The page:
Dr. DeLiberty has continued her dissertation work investigating the temporal and spatial variability of soil moisture initially focusing on Oklahoma and more recently across the Delmarva Peninsula. Understanding the spatial and temporal nature of soil moisture and its persistence is vital in determining the influence that land surface processes have on the atmosphere, and is especially relevant to seasonal and long-term weather prediction. DeLiberty’s focus on Oklahoma represents an ideal study area because of its diverse nature, both climatologically and physically. The two maps below illustrate the variability in vegetation and soil characteristics.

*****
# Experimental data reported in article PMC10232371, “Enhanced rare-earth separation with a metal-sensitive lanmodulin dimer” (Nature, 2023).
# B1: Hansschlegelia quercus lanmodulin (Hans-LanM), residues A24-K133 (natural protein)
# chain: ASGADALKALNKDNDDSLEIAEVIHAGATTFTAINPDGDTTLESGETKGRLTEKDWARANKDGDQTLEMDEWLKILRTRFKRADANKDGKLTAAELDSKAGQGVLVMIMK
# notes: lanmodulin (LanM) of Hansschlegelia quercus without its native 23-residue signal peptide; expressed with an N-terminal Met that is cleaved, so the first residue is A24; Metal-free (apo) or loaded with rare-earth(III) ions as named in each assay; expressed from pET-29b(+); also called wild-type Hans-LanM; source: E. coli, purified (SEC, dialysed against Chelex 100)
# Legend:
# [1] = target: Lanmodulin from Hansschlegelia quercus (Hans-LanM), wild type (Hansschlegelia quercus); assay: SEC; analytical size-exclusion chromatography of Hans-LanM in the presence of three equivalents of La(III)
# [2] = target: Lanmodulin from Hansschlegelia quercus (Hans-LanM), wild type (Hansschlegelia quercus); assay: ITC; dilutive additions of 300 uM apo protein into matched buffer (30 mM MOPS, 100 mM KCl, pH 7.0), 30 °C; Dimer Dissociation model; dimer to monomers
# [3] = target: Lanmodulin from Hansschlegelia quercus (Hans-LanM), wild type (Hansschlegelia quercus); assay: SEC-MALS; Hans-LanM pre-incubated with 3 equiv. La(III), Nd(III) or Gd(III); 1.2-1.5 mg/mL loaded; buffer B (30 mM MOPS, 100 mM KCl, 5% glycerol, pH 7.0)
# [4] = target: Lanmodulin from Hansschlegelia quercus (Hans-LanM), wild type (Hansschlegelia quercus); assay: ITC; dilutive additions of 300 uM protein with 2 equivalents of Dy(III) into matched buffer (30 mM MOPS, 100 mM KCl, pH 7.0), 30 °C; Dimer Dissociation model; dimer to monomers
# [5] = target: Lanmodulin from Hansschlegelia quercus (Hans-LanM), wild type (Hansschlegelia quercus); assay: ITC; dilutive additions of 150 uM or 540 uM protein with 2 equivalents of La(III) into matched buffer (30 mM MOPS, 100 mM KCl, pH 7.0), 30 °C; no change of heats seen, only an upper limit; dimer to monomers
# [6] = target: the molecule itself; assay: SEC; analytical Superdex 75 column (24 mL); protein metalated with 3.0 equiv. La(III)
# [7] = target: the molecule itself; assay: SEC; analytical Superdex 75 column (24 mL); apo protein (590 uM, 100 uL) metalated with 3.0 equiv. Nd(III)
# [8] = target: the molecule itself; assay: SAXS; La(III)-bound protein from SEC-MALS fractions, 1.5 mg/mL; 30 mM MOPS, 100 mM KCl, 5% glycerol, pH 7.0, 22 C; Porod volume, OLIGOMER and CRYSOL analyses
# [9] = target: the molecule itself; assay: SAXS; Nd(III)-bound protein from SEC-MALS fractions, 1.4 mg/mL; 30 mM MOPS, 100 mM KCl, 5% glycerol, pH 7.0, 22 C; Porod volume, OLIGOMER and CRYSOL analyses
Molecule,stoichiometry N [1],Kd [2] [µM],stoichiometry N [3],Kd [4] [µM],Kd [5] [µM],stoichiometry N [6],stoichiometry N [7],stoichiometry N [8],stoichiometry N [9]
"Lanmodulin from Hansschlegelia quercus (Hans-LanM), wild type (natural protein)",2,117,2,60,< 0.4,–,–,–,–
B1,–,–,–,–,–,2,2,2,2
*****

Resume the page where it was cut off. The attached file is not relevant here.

The Figure below illustrates the average seasonal soil moisture derived for the winter, spring, summer and fall seasons. Please see the DeLiberty and Legates (2008) publication for more details.
More recently, in collaboration with a geography graduate Ryan Ippolito, we examined the annual cycle and persistence of soil moisture across the Delmarva Peninsula from 2005-2008 using the Delaware Environmental Observing System (DEOS) network.The graph below displays the average conditions in Newark, Delaware for 2007.Soil moisture is represented as percent of volumetric water capacity.